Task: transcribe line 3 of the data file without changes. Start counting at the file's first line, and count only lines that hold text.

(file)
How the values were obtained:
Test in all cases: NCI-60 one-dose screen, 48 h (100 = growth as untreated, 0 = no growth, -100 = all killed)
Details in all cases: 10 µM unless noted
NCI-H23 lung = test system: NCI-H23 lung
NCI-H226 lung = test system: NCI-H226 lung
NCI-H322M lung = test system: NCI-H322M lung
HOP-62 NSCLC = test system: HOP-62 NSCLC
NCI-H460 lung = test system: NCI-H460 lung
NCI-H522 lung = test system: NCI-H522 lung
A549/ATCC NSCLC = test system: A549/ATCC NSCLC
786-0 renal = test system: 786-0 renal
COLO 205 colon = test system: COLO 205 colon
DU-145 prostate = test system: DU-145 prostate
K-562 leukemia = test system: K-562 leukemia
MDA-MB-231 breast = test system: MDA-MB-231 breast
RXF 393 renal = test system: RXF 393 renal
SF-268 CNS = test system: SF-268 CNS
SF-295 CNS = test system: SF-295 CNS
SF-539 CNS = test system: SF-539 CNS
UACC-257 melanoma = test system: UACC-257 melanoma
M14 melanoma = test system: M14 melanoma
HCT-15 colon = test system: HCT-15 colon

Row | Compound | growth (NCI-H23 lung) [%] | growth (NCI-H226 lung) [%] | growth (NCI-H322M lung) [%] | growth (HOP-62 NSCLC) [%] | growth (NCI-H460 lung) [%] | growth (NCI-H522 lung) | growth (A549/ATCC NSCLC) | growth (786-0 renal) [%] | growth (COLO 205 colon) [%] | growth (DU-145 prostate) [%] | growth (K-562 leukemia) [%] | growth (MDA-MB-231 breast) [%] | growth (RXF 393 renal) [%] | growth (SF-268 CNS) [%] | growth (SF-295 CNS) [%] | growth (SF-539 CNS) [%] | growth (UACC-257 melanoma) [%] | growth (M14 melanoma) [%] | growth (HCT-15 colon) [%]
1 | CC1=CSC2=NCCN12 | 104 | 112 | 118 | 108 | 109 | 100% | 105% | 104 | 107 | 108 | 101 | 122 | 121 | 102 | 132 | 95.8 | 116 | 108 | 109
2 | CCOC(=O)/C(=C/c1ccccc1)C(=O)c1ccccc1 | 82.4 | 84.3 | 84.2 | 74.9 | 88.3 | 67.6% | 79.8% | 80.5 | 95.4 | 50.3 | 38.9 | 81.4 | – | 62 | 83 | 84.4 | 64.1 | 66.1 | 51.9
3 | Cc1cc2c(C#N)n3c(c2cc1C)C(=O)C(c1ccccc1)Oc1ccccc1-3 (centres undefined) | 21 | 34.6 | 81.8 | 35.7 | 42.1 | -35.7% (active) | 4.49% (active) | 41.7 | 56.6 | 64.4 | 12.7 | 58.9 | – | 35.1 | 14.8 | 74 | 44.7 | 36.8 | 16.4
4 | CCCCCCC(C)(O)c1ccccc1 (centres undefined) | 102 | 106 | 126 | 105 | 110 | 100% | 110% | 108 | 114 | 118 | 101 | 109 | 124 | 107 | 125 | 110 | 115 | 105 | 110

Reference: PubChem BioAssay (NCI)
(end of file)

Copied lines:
Details in all cases: 10 µM unless noted